A language of Cameroon

Alternate Names
Babinga, Bagiele, Bagyele, Bajele, Bajeli, Bako, Bakola, Bakuele, Bekoe, Bogyel, Bogyeli, Bondjiel, Giele, Gieli, Gyeli, Likoya

4,250 in Cameroon (2012 SIL). Total users in all countries: 4,300.


Centre region: Nyong-et-Kéllé division; South region: Océan division, Bipindi, Campo, Kribi, and Lolodorf subdivisions, forested areas between Nyong and Ntem rivers, many near Campo-Maan Reserve.

Language Status

6b (Threatened).


Bagyeli, Bakola, Likoya. Lexical similarity: high with Kwasio [nmg]. Much shared vocabulary in Bakola dialect with Basaa [bas]. Likoya is a contact variety; Gyele who live near Bulu [bum] speakers borrow from that language.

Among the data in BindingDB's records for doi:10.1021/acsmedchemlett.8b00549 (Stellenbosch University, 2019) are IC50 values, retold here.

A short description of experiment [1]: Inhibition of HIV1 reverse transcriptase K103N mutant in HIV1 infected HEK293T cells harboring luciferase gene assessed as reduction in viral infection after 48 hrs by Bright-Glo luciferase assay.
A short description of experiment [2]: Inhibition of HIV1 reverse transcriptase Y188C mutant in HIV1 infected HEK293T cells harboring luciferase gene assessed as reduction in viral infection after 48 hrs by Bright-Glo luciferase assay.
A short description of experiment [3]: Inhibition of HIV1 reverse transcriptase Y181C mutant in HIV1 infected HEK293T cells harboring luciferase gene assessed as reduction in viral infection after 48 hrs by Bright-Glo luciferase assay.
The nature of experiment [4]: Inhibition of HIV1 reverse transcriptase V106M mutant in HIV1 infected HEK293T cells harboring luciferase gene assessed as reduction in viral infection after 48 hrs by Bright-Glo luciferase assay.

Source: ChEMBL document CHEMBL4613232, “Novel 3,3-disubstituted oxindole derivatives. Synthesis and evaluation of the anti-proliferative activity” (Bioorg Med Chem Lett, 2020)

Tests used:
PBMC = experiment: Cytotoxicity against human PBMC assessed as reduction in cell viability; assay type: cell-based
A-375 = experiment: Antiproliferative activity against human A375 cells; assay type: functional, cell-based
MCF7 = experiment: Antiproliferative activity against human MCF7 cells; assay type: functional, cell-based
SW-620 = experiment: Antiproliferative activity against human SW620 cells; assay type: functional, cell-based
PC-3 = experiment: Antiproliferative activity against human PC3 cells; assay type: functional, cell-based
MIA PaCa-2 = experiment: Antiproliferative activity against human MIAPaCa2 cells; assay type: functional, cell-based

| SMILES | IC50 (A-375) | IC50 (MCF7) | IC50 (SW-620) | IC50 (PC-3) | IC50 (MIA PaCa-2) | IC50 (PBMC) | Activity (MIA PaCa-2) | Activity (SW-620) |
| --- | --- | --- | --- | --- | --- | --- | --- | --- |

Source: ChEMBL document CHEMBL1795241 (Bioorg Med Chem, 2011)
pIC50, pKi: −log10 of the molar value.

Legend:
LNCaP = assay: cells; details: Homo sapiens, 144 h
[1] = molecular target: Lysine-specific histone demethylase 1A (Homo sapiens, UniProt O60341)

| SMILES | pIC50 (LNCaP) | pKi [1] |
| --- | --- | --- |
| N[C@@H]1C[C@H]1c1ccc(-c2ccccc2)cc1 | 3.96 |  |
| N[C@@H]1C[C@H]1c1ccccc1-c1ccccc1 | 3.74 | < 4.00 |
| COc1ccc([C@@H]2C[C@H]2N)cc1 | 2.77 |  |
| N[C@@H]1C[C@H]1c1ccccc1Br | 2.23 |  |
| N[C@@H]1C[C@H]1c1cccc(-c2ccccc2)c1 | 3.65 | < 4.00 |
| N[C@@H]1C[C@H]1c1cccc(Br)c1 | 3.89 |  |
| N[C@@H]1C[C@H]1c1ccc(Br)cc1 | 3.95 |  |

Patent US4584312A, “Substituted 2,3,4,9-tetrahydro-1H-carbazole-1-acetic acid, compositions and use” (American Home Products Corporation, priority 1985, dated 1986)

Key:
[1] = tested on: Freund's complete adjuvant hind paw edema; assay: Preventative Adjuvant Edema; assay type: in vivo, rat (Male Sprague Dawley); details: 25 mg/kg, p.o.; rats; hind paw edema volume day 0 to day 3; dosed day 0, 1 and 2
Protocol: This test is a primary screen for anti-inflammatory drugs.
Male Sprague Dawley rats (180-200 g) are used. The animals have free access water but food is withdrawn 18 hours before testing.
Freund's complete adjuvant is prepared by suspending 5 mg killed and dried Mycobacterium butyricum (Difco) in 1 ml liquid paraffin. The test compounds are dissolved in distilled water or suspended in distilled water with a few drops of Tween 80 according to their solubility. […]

Language Use

Speakers often hide the fact that they have their own language. However, within the group, when no outsiders are present, they prefer Gyele. Home, with each other. Some of all ages. Most also use Kwasio [nmg]. A few also use French [fra]. Also use Basaa [bas], Bulu [bum], Ewondo [ewo].

Language Development

Literacy rate in L1: 5% have some literacy in Gyele. Literacy rate in L2: Very few can read French [fra]. A Bipindi boarding school uses Gyele materials in elementary school, which produced some literacy among Bipindi area Gyele speakers. Not used in government schools, which more children are attending. Radio. Videos. Bible portions: 1969–1987.


Latin script [Latn], used since about 1987.

Other Comments

Pygmies, dispersed in small groups in the forest. Probably different from Bakola (Bakoya) pygmies of Gabon. Traditional religion.

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